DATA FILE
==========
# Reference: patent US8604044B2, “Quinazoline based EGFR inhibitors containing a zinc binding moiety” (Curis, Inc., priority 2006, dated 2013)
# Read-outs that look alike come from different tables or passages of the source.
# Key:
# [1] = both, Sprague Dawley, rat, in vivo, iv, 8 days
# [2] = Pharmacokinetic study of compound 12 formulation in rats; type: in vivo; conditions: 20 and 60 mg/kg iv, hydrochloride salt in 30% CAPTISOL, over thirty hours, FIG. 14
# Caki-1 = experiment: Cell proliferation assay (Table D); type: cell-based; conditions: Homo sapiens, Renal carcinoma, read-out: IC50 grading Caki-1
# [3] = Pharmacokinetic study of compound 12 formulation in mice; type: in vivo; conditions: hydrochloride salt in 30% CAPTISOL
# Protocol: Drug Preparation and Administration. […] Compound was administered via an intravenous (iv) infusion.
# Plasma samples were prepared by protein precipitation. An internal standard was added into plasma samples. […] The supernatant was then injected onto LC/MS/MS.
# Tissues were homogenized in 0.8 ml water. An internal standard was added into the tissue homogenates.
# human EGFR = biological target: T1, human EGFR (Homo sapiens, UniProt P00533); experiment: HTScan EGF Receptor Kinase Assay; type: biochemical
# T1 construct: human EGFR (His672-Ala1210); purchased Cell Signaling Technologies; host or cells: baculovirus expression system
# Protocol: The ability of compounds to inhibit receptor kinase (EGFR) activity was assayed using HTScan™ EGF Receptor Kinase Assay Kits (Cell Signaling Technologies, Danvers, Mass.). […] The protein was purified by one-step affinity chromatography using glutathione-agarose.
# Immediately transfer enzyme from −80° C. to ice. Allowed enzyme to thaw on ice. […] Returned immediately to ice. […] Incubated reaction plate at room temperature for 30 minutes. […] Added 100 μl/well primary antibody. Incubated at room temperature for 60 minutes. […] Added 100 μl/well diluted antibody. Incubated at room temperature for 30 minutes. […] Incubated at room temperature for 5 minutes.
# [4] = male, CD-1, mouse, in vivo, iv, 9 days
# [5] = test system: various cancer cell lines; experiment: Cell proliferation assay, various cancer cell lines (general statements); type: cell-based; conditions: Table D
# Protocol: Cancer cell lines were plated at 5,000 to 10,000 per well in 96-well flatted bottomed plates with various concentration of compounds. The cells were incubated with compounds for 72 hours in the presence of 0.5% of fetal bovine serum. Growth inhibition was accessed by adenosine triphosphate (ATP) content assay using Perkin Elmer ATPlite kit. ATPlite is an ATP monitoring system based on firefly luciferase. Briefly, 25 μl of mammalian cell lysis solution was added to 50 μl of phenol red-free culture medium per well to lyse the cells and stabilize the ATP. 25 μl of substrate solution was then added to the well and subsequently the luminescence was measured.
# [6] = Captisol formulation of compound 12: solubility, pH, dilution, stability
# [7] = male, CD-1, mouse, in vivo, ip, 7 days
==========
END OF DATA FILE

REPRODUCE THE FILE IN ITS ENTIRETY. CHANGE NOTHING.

# Reference: patent US8604044B2, “Quinazoline based EGFR inhibitors containing a zinc binding moiety” (Curis, Inc., priority 2006, dated 2013)
# Read-outs that look alike come from different tables or passages of the source.
# Key:
# [1] = both, Sprague Dawley, rat, in vivo, iv, 8 days
# [2] = Pharmacokinetic study of compound 12 formulation in rats; type: in vivo; conditions: 20 and 60 mg/kg iv, hydrochloride salt in 30% CAPTISOL, over thirty hours, FIG. 14
# Caki-1 = experiment: Cell proliferation assay (Table D); type: cell-based; conditions: Homo sapiens, Renal carcinoma, read-out: IC50 grading Caki-1
# [3] = Pharmacokinetic study of compound 12 formulation in mice; type: in vivo; conditions: hydrochloride salt in 30% CAPTISOL
# Protocol: Drug Preparation and Administration. […] Compound was administered via an intravenous (iv) infusion.
# Plasma samples were prepared by protein precipitation. An internal standard was added into plasma samples. […] The supernatant was then injected onto LC/MS/MS.
# Tissues were homogenized in 0.8 ml water. An internal standard was added into the tissue homogenates.
# human EGFR = biological target: T1, human EGFR (Homo sapiens, UniProt P00533); experiment: HTScan EGF Receptor Kinase Assay; type: biochemical
# T1 construct: human EGFR (His672-Ala1210); purchased Cell Signaling Technologies; host or cells: baculovirus expression system
# Protocol: The ability of compounds to inhibit receptor kinase (EGFR) activity was assayed using HTScan™ EGF Receptor Kinase Assay Kits (Cell Signaling Technologies, Danvers, Mass.). […] The protein was purified by one-step affinity chromatography using glutathione-agarose.
# Immediately transfer enzyme from −80° C. to ice. Allowed enzyme to thaw on ice. […] Returned immediately to ice. […] Incubated reaction plate at room temperature for 30 minutes. […] Added 100 μl/well primary antibody. Incubated at room temperature for 60 minutes. […] Added 100 μl/well diluted antibody. Incubated at room temperature for 30 minutes. […] Incubated at room temperature for 5 minutes.
# [4] = male, CD-1, mouse, in vivo, iv, 9 days
# [5] = test system: various cancer cell lines; experiment: Cell proliferation assay, various cancer cell lines (general statements); type: cell-based; conditions: Table D
# Protocol: Cancer cell lines were plated at 5,000 to 10,000 per well in 96-well flatted bottomed plates with various concentration of compounds. The cells were incubated with compounds for 72 hours in the presence of 0.5% of fetal bovine serum. Growth inhibition was accessed by adenosine triphosphate (ATP) content assay using Perkin Elmer ATPlite kit. ATPlite is an ATP monitoring system based on firefly luciferase. Briefly, 25 μl of mammalian cell lysis solution was added to 50 μl of phenol red-free culture medium per well to lyse the cells and stabilize the ATP. 25 μl of substrate solution was then added to the well and subsequently the luminescence was measured.
# [6] = Captisol formulation of compound 12: solubility, pH, dilution, stability
# [7] = male, CD-1, mouse, in vivo, ip, 7 days